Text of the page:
Researchers have created the world’s largest and most comprehensive atlas of normal breast tissue—the Human Breast Cell Atlas—which may provide an unprecedented understanding of mammary biology and help identify therapeutic targets for diseases such as breast cancer, according to a recent study published by Kumar et al in Nature.
The human body contains roughly 200 different cell types, 12 of which are found in normal breast tissue. Previous studies on breast tissue have focused primarily on epithelial cells—given that these have been known to give rise to cancer—but nonepithelial cell types have not been studied in depth using genomic approaches. Spatial mapping techniques are capable of creating a map of the cells within the tissue environment.
“We are thrilled to see the completion of this monumental 7-year project,” explained senior study author Nicholas Navin, PhD, Professor and Chair of Systems Biology, Director of the Cancer Prevention and Research Institute of Texas Single Cell Genomics Center, and Co-Director of the Advanced Technology Genomics Core at The University of Texas MD Anderson Cancer Center. “We were able to leverage many technologies to define, in a very granular way, all the different cell types and cell states in each of the main areas of the breast. We expect this tool will be highly useful for anyone studying breast cancer and other diseases such as mastitis, as well as breast development and lactation failure,” he said.
The new project is part of the global Human Cell Atlas consortium, which is generating cellular reference maps for every organ system in the human body.
Study Methods and Results
In the new study, the researchers collected and examined 220 breast tissue samples from women undergoing breast reduction or mastectomy surgery. Among these women, 46% of them were White, 41% were Black, 7% were Hispanic, and 6% were of unknown ethnicity.
To create the Human Breast Cell Atlas, they used single-cell and spatial genomic methods to profile more than 714,331 cells from 126 of the women who participated in the study. The researchers performed a highly detailed classification of 12 major cell type clusters—including 3 types of epithelial cells, lymphatic cells, vascular cells, T cells, B cells, myeloid cells, adipocytes, mast cells, fibroblasts, and perivascular cells. The wide-ranging dataset also identified 58 biological cell states as well as differences based on the ethnicity, age, body mass index (BMI), obesity, menopause status, pregnancy, and number of births of healthy women.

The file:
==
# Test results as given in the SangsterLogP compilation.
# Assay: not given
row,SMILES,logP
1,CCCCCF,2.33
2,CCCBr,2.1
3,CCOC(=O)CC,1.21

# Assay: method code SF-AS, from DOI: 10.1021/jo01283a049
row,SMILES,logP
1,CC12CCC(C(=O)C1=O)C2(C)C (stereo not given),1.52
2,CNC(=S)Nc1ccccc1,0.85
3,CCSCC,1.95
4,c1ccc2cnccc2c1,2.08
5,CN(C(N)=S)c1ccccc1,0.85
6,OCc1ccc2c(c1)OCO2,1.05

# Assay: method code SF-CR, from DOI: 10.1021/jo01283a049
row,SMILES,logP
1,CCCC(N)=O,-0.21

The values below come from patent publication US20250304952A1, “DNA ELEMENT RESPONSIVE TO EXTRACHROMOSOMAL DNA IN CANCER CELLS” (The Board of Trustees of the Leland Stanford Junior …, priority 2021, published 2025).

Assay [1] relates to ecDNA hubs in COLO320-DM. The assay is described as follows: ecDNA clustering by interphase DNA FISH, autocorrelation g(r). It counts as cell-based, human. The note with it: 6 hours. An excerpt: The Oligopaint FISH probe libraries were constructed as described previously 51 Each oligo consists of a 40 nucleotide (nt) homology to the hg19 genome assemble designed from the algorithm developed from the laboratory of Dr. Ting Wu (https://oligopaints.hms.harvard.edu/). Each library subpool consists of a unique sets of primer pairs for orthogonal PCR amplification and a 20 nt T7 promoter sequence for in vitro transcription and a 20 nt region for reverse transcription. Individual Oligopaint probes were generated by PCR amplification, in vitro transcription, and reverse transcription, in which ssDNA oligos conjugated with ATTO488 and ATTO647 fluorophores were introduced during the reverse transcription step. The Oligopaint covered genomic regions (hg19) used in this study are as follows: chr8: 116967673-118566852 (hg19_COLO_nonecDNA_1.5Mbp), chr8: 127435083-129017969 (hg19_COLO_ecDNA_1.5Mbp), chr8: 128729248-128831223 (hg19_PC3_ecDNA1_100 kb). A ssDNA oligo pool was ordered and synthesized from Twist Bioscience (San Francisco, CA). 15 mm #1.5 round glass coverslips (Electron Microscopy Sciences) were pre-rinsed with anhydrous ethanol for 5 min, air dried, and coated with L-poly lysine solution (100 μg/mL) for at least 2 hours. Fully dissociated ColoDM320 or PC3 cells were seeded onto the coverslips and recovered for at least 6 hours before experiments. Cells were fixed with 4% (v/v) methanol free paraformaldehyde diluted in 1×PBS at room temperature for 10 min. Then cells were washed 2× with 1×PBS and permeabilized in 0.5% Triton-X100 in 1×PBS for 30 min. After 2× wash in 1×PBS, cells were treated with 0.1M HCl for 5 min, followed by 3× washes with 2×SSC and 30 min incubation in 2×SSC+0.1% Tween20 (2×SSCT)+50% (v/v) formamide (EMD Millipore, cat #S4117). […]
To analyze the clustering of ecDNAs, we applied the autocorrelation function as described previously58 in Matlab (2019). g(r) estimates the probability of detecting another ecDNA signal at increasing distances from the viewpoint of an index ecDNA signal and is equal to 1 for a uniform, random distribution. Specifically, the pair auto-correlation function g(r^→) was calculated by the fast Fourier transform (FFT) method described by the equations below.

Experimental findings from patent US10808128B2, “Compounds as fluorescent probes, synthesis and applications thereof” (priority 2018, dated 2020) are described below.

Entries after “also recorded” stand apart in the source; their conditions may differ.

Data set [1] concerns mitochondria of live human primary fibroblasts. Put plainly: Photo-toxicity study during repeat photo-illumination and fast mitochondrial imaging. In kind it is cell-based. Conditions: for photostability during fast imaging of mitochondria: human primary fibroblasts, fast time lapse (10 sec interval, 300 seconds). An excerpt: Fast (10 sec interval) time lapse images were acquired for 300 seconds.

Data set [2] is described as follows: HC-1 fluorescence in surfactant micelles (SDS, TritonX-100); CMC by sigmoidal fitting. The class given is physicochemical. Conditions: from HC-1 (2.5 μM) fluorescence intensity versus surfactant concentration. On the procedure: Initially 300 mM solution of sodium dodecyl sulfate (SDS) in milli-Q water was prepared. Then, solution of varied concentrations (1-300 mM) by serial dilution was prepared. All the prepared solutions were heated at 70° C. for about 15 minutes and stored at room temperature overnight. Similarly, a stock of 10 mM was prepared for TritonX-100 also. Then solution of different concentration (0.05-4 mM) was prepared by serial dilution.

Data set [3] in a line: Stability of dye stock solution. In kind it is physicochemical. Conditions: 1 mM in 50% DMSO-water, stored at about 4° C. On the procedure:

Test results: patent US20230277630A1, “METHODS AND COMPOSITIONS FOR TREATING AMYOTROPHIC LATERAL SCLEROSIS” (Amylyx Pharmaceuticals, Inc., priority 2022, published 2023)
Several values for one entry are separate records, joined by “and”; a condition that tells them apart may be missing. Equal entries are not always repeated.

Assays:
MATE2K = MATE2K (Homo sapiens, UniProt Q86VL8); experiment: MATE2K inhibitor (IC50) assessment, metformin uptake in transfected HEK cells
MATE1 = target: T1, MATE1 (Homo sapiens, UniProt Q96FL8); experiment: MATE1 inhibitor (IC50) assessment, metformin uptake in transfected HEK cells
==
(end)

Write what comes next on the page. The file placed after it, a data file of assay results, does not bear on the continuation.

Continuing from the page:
The spatial mapping techniques allowed researchers to look at the RNA and protein composition of the samples to understand how and where the different cell types resided. These techniques resolved the composition of known cell types and new cell states in the four main regions currently known in the breast: the lobular milk-producing areas, ductal areas that transport milk, connective tissue composed of fibroblasts, and adipose areas made up of primarily fatty tissue.
The researchers anticipated that few immune cells would be found in normal tissue. However, they discovered that 16.7% of all cells in normal breast tissue were composed of immune cells such as myeloid cells, natural killer T cells, and B cells. Additionally, these immune cells were located primarily around ducts and lobules in three of the four major tissue regions.
The researchers also found an unexpectedly high proportion (7.4%) of perivascular cells—including pericytes and vascular smooth muscle cells.
Further, the researchers revealed significant differences in breast tissue composition and cell states that were dependent upon ethnicity, age, and menopause status. For example, Black women are disproportionately affected by aggressive breast cancer subtypes such as triple-negative breast cancer and inflammatory breast cancer, yet little is known about the underlying causes of these disparities.
The researchers also discovered significant differences in the breast tissue of women aged over 50 years compared with younger women, as well as differences in cell states dependent on menopause status. Obesity, BMI, pregnancy status, and breast density also showed some smaller differences in the changes of cell types and cell states.
The researchers emphasized that more studies may be needed to further understand the functional role of many of these cell states and to focus on other factors that may significantly advance the knowledge of human breast biology and disease. For instance, exploring the nuances of different immune cells could help researchers develop more effective immunotherapies for some subtypes of breast cancer and define the role of immune cells in breast cancer progression, and understanding the differences seen in baseline cell states in breast tissues from Black women and White women could highlight potential markers for cancer risk prediction.
The researchers noted that the Human Breast Cell Atlas project is ongoing and is actively recruiting participants to build upon and improve the data sets. The data are freely available and can be accessed at navinlabcode.github.io.
Disclosure: The research in this study was supported by the Chan Zuckerberg Initiative, the National Cancer Institute, the Cancer Prevention and Research Institute of Texas Single Cell Genomics Center, the American Cancer Society, the Rosalie B. Hite Fund for Cancer Research Fellowship, and the California Institute for Regenerative Medicine Training Grant. For full disclosures of the study authors, visit nature.com.The content in this post has not been reviewed by the American Society of Clinical Oncology, Inc. (ASCO®) and does not necessarily reflect the ideas and opinions of ASCO®.